Tag: Marco Rubio

GOP Tax Cut Fever!


shutterstock_123625477“Republicans Vie Over Who Can Cut Taxes Most as Deficit Shrinks” by Bloomberg’s Richard Rubin sums up the challenge for Republican 2016ers who want to offer big, splashy, Reaganesque tax cut plans at a time when the national debt is three times as high as it was in 1980 and top tax rates are 50% lower:

By removing budgetary and income-distribution constraints from their tax plans, Republicans are seeking to avoid some of the criticism that had their 2012 presidential nominee, Mitt Romney, playing defense on tax policy in the campaign’s final months. Obama, bolstered by independent analyses, said Romney couldn’t find enough tax breaks to eliminate in order to offset the cost of lowering tax rates as much as he wanted. The result, Obama maintained, was that Romney’s plan would cause middle-class families to pay more or increase the budget deficit. … That argument may be replayed in 2016, particularly if Republicans spend the next year in a tax-cut race. The rate cuts and business write-offs that are attractive to Republican primary voters may not fare as well with a wider audience. In a Republican primary, you want “a plan that is very pro-growth and is very simple to understand, and as a result you could put yourself in difficult positions,” said Lanhee Chen, who was Romney’s policy director in 2012. “I don’t think it’s insurmountable by any means, but it makes their job harder.”

And thus you get snarky headlines like this one in the New York Times, “Marco Rubio’s Puppies-and-Rainbows Tax Plan,” which I comment about over at NRO’s The Corner. (I have a quote in the NYT piece.)

Further Thoughts on the Lee-Rubio Tax Plan


I say some good things about the Mike Lee-Marco Rubio tax plan in my The Week piece, “Marco Rubio and Mike Lee have cooked up the first great tax cut plan of the 21st century.”  Yes, an (overly) effusive headline. As I write:

So Lee and Rubio seem to be following the same general Reagan formula, just updated for modern realities. They would immediately attack income stagnation for the middle-class. And they would transform the income tax code into a consumption tax code, which economists tend to agree would promote more investment and long-run economic growth.



RubioI’m in Washington, D.C., where some of the political buzz centers around Florida Senator Marco Rubio and the “to be or not to be”/”will he or won’t he?” question of his future plans. Here’s Rubio’s dilemma: run for re-election in 2016, or run for the White House.

It’s an either/or question, as Rubio’s said repeatedly that he won’t go national while trying to hold on to his day job (something that Wisconsin Representative Paul Ryan did in 2012 and that Kentucky Senator Rand Paul may attempt in 2016 — that is, if he can sell the idea back home).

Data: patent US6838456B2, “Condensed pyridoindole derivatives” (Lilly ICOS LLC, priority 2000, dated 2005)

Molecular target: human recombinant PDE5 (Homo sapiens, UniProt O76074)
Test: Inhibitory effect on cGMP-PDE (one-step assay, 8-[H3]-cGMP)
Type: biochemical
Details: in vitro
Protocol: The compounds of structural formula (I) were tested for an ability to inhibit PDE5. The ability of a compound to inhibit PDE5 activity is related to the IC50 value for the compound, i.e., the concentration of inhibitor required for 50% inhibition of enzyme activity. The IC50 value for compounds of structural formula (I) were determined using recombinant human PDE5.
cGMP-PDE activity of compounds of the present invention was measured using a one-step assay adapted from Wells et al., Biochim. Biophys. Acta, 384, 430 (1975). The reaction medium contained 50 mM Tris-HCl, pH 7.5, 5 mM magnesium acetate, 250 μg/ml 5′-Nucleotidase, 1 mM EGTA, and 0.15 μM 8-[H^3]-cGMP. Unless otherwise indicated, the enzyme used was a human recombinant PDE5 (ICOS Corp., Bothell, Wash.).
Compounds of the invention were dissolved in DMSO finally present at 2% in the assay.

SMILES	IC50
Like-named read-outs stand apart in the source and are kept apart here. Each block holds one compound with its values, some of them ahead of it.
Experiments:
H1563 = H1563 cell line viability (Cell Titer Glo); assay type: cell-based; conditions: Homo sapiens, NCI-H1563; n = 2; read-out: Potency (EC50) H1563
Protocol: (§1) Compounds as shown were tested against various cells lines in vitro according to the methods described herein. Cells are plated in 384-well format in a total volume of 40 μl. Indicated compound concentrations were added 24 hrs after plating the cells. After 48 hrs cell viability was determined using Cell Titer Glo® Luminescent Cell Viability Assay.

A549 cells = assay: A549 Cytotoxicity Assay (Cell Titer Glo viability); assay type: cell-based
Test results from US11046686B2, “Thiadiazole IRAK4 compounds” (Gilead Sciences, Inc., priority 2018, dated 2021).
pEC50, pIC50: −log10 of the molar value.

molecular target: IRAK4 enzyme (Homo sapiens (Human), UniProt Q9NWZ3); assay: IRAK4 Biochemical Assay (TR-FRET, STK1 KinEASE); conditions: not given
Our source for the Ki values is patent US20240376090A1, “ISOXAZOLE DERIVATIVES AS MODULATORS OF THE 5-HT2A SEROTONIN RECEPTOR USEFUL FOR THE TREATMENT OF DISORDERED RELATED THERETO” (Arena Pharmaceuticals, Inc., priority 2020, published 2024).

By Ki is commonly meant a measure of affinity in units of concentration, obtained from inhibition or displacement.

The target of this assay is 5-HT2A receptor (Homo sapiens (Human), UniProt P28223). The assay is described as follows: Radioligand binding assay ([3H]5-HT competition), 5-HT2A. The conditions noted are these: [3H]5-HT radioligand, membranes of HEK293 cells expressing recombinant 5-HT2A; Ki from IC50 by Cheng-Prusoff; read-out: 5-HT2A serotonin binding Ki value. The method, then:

Rubio’s second dilemma: he has to make up his mind soon, in order for Florida Republicans to get their act together should he vacate the Senate seat.

Member Post


Is this the deepiest GOP bench evah, OR WHAT!?!1??!? In all previous presidential elections, I’ve known years in advance whom I would support in the GOP primaries. Even in 2012, although technically I did cast a vote for Santorum, that was merely a “message” and I (reluctantly) supported Romney. But this year, I find myself […]

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Crises of Climate


Over at Bad Astronomy, Phil Plait forecasts impending doom now that the committees that oversee NASA and NOAA (The National Atmospheric Administration) will be chaired, respectively, by Senators Ted Cruz and Marco Rubio.

Plait’s primary cause for concern is that both men are climate change “deniers” (a “staunch denier” in Cruz’s case). More specifically, he cites both of them saying that global warming has paused for more than a decade. As Cruz puts it in an interview Plait embeds:

More Thoughts On Normalizing Relations With Cuba


President Obama’s announcement on Wednesday that he would seek to normalize relations with Cuba reminded me of an aphorism: even a broken clock is right twice a day.

And so it is that Barack Obama — a man who is objectively terrible at his job — is right about Cuba. He is right because he is reversing (or trying to, anyway) a policy that has been an utter failure for half a century. Obama’s plan is (1) to normalize relations, (2) lift the travel and financial restrictions, (3) build an embassy, (4) seek to lift the embargo.